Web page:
|Osteospermum 'White Spoon'|
Osteospermums are a fantastic addition to the summer garden, and yet they are relatively new to most gardeners and were almost unheard of 25 years ago! While they are technically half-hardy perennials or subshrubs they are generally grown as annuals even though they will quite happily overwinter in a bright, frost-free environment. Be that as it may hardier species are available to purchase (Osteospermum 'Lady Leitrim' and 'Paleface') and these can tolerate temperatures as low as -13 degrees Celsius!
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A few cultivars are even more ornamented with spooned-shape ends to the petals such as "Pink Whirls". Many of the species will have a second flowering over the late summer, stimulated by the cooler night temperatures. The hardy species will flower profusely spring, but unlike their less hardy cousins will not produce a second flush of flowers later on in the year.
As gorgeous as osteospermums are they can be expensive to buy, however they can be grown from seed. Just be aware that if you collect your own seed the resulting seedlings are unlikely to grow true to the parent plants. You can either propagate from these vegetatively, or purchase pre-packed seed from a reputable company.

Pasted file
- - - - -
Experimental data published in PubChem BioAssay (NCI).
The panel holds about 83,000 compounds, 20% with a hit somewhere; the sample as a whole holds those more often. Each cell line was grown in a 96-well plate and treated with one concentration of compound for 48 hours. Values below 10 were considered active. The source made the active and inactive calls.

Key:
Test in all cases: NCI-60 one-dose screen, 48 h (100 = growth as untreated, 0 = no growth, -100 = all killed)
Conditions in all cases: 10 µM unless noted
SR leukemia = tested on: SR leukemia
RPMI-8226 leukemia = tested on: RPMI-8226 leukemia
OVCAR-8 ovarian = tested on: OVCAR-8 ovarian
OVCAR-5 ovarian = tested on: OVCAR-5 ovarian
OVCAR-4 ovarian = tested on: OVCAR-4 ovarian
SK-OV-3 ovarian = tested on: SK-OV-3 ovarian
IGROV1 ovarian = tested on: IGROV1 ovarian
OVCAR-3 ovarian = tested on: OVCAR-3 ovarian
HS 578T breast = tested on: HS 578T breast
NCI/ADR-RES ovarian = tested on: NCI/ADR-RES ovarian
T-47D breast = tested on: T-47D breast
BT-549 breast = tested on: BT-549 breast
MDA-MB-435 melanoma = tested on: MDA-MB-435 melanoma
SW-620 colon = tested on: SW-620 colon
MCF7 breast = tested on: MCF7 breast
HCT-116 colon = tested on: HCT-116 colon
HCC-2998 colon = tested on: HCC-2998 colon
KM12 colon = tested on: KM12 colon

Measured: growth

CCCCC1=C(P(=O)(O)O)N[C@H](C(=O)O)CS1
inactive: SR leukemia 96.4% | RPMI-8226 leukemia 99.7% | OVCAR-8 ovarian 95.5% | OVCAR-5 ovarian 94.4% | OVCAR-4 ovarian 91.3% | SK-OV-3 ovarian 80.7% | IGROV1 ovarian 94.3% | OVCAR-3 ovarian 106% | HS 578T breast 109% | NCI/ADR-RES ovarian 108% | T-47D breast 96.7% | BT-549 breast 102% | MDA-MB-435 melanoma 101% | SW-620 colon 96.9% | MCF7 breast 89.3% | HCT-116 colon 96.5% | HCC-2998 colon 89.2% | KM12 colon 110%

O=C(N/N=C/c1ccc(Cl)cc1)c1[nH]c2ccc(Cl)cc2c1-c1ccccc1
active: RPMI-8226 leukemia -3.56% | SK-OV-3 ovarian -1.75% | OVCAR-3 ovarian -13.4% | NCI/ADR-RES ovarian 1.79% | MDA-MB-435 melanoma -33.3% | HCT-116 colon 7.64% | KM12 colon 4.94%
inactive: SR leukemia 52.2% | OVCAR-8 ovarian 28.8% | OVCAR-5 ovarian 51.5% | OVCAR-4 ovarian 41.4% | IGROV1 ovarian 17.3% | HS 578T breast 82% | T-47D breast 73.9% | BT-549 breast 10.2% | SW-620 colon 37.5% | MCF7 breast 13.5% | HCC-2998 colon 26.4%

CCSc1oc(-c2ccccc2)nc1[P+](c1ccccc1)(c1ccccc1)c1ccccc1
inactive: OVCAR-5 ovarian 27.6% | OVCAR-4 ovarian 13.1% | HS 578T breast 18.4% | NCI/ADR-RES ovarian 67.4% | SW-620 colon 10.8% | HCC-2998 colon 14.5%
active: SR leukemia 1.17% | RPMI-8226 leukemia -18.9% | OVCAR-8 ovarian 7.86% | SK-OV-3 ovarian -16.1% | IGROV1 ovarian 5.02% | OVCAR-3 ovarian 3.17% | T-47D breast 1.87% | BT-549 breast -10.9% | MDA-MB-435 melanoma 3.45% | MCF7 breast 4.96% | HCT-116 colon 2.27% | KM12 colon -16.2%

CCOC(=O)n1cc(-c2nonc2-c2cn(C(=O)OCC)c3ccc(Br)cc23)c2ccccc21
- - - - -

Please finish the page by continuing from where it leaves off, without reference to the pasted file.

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Sow the seed at a rate of one seed per module and then cover with a light sprinkling of perlite or vermiculite. This is because osteospermum seeds require light for germination.
Water gently using a can with a soft rose, or carefully dunk the tray into a container of water allowing the water to naturally rise through the soil. Do not submerge the tray.
Allow the tray to drain and then seal inside a clear polythene bag. Place on a warm bright windowsill but out of direct sunlight. You can expect the seedlings to emerge after only 10-15 days at 15-18C at which point they can be removed from the bag. keep the tray on the windowsill and allow the compost to remain moist but not waterlogged.
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They will need to be gradually acclimatised to outdoor conditions for 10-15 days before planting out into their permanent position but only on all threat of frost has passed.
They will do best in a warm sunny spot on light, well drained soil. If you are planting them in groups, grow then 12 inches apart.
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